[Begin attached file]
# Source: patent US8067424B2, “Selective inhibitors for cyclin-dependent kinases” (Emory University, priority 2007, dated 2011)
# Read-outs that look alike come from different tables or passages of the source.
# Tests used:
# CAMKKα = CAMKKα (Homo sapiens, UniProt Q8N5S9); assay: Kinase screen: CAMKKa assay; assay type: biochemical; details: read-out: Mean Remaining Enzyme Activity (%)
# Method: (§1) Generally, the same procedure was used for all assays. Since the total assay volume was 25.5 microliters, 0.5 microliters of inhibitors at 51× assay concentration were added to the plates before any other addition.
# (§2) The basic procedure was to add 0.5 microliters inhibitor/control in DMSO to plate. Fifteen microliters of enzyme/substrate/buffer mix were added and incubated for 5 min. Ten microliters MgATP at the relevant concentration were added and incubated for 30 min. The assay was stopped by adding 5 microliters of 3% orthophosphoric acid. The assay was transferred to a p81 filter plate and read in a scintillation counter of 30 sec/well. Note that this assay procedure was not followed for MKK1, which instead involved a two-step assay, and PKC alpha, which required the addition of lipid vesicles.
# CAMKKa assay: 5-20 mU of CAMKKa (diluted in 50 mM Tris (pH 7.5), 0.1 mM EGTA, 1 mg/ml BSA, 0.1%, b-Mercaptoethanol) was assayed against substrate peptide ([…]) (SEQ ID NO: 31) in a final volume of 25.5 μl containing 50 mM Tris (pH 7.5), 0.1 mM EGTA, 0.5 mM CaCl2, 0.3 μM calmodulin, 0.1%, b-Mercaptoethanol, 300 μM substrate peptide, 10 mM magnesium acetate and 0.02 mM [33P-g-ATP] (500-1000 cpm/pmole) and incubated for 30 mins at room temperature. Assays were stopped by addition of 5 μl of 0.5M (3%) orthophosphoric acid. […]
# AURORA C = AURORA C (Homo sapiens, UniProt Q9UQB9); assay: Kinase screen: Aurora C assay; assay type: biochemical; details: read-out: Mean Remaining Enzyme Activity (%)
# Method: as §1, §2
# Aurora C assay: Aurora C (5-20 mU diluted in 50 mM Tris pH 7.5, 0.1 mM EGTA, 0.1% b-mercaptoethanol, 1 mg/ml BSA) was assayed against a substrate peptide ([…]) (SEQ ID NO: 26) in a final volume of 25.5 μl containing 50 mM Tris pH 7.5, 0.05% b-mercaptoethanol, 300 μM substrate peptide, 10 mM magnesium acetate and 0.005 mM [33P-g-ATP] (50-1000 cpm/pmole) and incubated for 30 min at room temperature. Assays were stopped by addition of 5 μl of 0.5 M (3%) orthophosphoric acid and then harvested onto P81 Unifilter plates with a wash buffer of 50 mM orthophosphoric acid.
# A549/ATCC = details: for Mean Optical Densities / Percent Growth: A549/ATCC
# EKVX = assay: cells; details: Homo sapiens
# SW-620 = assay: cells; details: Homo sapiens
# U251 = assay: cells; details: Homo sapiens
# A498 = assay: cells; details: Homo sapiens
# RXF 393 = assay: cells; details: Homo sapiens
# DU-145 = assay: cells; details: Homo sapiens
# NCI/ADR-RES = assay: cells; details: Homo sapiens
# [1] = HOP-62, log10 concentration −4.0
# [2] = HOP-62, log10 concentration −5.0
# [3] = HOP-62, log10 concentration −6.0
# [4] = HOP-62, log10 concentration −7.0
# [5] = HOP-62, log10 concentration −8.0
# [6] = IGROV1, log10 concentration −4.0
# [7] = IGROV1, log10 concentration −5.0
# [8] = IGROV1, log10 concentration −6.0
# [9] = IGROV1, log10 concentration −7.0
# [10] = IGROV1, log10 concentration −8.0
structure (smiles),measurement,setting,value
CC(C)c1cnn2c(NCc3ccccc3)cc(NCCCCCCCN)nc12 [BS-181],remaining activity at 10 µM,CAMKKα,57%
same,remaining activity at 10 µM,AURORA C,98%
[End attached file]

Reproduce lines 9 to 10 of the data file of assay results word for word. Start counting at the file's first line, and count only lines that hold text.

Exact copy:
# Method: as §1, §2
# Aurora C assay: Aurora C (5-20 mU diluted in 50 mM Tris pH 7.5, 0.1 mM EGTA, 0.1% b-mercaptoethanol, 1 mg/ml BSA) was assayed against a substrate peptide ([…]) (SEQ ID NO: 26) in a final volume of 25.5 μl containing 50 mM Tris pH 7.5, 0.05% b-mercaptoethanol, 300 μM substrate peptide, 10 mM magnesium acetate and 0.005 mM [33P-g-ATP] (50-1000 cpm/pmole) and incubated for 30 min at room temperature. Assays were stopped by addition of 5 μl of 0.5 M (3%) orthophosphoric acid and then harvested onto P81 Unifilter plates with a wash buffer of 50 mM orthophosphoric acid.